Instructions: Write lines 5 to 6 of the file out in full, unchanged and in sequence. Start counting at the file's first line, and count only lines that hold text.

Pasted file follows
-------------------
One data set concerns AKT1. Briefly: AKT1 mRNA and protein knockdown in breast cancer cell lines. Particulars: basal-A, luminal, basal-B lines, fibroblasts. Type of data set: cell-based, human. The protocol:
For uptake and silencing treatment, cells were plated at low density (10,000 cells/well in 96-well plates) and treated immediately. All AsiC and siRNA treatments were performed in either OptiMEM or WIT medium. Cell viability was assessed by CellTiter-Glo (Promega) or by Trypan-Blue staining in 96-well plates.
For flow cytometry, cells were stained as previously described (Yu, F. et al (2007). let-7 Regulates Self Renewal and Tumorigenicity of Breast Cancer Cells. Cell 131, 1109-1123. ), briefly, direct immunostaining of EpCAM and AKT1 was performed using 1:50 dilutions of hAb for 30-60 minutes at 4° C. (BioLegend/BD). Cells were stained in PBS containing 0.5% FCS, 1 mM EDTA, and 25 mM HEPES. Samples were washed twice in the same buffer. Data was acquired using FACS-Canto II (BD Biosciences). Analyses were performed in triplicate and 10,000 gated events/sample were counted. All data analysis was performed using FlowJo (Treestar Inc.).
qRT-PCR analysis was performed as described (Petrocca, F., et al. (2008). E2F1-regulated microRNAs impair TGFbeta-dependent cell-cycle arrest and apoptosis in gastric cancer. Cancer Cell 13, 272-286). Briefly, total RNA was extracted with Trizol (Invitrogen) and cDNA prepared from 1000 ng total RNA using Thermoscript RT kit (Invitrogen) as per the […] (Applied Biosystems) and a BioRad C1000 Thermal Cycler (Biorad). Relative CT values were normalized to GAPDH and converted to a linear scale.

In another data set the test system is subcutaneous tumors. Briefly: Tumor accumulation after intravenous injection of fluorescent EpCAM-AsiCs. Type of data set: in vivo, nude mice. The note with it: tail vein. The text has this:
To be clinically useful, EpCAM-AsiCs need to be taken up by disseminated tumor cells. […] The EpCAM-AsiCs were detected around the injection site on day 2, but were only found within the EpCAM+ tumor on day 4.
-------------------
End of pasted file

In another data set the test system is subcutaneous tumors. Briefly: Tumor accumulation after intravenous injection of fluorescent EpCAM-AsiCs. Type of data set: in vivo, nude mice. The note with it: tail vein. The text has this:
To be clinically useful, EpCAM-AsiCs need to be taken up by disseminated tumor cells. […] The EpCAM-AsiCs were detected around the injection site on day 2, but were only found within the EpCAM+ tumor on day 4.